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Which came first: the readiness or the change? Longitudinal relationships between readiness to change and drinking among college drinkers

Authors

  • Susan E. Collins,

    Corresponding author
    1. Addictive Behaviors Research Center, University of Washington, Seattle, WA, USA
      Susan E. Collins, Addictive Behaviors Research Center, University of Washington, Box 351629, Seattle, WA 98195, USA. E-mail: collinss@uw.edu
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  • Diane E. Logan,

    1. Addictive Behaviors Research Center, University of Washington, Seattle, WA, USA
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  • Clayton Neighbors

    1. Department of Psychiatry and Behavioral Sciences, University of Washington, Seattle, WA, USA
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Susan E. Collins, Addictive Behaviors Research Center, University of Washington, Box 351629, Seattle, WA 98195, USA. E-mail: collinss@uw.edu

ABSTRACT

Aims  Although readiness to change (RTC) is cited as a key mechanism underlying drinking behavior change, empirical evidence supporting RTC as a predictor of college drinking has been mixed. Considering methodological limitations of previous studies, the current aim was to conduct a more comprehensive test of longitudinal relationships between readiness to change and college drinking.

Design  In this correlational, longitudinal study, we used a series of cross-lagged path analyses to test associations between RTC and college drinking outcomes over a 2-year period.

Setting  Data collection was conducted via online surveys on a university campus in the US Pacific Northwest.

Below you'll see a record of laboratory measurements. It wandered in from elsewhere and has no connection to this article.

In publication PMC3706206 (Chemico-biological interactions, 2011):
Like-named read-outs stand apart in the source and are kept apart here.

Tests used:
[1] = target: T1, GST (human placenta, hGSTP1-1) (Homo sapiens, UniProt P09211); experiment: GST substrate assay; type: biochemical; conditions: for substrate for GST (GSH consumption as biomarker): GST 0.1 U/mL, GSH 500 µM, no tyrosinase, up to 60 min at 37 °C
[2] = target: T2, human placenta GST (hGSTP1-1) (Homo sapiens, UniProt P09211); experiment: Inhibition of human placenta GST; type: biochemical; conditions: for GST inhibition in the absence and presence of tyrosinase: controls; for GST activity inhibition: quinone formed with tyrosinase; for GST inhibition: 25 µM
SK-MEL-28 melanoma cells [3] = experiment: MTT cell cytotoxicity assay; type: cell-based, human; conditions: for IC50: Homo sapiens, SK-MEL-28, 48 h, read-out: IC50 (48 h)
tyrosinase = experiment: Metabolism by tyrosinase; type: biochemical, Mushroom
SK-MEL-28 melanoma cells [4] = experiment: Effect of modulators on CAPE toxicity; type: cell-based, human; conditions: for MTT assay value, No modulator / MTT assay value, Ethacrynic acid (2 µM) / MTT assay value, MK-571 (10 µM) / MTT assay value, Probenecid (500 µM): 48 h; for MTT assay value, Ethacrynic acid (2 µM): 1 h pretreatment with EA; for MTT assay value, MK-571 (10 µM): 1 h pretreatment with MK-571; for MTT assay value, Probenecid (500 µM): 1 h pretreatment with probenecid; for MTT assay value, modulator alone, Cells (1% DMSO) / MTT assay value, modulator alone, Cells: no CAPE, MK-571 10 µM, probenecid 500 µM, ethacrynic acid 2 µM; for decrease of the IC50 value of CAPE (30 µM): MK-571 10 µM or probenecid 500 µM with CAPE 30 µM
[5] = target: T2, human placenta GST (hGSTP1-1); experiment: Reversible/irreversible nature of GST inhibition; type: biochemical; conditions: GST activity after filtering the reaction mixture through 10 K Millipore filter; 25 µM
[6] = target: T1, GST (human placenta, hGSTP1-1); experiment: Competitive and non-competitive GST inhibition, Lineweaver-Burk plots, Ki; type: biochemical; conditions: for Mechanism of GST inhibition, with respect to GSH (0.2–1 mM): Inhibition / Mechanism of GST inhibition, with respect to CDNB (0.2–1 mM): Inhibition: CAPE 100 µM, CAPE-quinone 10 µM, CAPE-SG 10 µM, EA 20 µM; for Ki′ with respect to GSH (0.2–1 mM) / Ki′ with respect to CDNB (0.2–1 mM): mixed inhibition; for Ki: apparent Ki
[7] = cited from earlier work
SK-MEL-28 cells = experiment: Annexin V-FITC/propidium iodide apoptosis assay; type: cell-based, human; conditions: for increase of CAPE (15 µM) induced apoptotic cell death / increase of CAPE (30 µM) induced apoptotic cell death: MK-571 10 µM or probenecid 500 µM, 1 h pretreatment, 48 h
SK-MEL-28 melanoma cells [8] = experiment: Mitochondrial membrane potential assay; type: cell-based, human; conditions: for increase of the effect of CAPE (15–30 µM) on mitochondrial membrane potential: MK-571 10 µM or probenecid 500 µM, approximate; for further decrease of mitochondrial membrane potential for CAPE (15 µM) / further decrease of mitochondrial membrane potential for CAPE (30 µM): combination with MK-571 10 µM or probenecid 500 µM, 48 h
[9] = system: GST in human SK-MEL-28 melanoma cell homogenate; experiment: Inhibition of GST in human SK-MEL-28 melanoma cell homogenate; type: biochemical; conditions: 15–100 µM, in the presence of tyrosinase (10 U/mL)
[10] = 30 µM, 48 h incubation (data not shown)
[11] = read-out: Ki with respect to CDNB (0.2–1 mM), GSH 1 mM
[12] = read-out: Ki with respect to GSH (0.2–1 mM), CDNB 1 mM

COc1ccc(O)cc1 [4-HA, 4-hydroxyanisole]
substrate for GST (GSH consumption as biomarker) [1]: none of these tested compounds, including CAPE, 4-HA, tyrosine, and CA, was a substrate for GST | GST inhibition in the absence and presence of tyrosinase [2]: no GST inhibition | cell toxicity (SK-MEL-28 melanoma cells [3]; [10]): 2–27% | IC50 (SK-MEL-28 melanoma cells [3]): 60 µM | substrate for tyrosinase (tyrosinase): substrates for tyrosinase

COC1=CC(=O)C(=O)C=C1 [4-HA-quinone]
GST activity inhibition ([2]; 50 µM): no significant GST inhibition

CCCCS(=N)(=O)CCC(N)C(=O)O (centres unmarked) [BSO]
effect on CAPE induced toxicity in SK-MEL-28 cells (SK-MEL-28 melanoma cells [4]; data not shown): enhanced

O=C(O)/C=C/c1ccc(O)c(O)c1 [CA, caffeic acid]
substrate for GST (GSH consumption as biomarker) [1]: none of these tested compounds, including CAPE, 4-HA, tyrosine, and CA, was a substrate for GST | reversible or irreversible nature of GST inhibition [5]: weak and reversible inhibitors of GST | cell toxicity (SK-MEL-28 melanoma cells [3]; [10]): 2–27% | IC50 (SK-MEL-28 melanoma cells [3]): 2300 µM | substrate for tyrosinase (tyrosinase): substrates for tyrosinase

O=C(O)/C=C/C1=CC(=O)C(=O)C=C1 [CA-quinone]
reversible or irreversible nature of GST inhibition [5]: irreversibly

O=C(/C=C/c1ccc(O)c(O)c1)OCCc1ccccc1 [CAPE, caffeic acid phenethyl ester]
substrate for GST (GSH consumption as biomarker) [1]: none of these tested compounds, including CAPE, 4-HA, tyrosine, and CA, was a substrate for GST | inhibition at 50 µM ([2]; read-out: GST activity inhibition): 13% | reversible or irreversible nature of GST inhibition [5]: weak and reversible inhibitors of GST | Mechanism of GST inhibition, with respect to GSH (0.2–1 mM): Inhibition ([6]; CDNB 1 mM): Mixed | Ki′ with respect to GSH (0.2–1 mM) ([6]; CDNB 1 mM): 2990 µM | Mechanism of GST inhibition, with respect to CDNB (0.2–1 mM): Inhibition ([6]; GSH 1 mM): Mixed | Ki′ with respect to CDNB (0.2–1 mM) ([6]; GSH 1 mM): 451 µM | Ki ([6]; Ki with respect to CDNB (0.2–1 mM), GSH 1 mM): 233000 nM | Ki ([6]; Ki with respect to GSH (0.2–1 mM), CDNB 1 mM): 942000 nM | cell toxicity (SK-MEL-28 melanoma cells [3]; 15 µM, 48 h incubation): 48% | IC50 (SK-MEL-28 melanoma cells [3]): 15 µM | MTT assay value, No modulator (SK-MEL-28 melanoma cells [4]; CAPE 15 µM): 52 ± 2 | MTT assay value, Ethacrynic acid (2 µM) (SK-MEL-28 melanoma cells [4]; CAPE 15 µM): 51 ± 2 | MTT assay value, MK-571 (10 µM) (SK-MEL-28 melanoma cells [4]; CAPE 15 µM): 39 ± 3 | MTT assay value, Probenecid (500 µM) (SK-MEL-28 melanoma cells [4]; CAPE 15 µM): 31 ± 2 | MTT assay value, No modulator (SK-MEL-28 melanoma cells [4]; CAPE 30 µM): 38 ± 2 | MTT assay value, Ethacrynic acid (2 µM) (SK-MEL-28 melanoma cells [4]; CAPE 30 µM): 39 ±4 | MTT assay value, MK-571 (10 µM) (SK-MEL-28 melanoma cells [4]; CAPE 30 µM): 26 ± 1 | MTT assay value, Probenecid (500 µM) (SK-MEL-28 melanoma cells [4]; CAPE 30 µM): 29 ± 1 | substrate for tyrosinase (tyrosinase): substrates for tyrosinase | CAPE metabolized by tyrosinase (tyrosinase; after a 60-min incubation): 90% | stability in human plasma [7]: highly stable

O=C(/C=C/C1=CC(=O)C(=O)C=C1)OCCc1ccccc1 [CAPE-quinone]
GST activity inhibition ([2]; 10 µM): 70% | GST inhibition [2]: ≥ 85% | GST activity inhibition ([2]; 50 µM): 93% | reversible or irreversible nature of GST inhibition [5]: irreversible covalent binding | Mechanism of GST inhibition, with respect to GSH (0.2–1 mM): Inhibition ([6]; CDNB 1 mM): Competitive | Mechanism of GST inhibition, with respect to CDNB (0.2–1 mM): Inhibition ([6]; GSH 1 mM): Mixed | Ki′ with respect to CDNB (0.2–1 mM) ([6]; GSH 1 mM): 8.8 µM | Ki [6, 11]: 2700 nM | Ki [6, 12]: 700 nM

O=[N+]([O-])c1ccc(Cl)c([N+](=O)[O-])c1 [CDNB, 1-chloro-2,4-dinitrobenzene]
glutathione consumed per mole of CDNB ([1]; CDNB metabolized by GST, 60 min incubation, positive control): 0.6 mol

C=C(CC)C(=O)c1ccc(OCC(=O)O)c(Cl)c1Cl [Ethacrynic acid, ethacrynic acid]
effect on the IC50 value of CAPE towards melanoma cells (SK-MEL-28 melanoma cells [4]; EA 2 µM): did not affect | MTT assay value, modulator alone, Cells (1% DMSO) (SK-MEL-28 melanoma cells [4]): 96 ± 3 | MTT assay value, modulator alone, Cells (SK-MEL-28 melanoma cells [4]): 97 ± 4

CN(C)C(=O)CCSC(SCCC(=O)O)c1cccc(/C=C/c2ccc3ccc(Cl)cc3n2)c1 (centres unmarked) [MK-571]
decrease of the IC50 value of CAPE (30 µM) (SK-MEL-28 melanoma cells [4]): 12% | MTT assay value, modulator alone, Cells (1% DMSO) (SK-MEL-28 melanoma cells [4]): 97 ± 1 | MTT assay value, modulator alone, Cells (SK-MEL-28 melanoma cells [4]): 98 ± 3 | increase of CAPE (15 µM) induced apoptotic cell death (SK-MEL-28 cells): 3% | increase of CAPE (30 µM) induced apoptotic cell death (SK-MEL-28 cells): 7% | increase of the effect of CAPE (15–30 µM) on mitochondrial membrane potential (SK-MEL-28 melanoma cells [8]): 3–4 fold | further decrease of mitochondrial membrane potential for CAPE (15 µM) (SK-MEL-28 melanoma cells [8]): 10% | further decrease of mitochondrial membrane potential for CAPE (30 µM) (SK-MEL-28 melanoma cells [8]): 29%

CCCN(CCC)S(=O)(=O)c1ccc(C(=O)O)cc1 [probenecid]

Participants  Participants (n = 818; 58% women) were college students who reported at least one heavy-drinking episode in the past month and participated in a randomized controlled trial of personalized normative feedback interventions.

Measurements  Drinking quantity–frequency items and the Rutgers Alcohol Problem Index assessed drinking outcomes. The Readiness to Change Questionnaire assessed RTC.

Findings  For drinking-related problems, the best-fitting model included cross-lagged paths between RTC and subsequent drinking-related problems. For drinking quantity–frequency, best-fitting models also included the cross-lagged paths between drinking quantity–frequency and subsequent RTC. Higher RTC almost uniformly predicted higher subsequent levels of drinking and greater experience of drinking-related problems, and drinking quantity–frequency variables were primarily positive predictors of subsequent RTC.

Conclusions  Contrary to previous assumptions, ‘the Readiness to Change Questionnaire’ does not appear to be predictive of lower levels of subsequent drinking.

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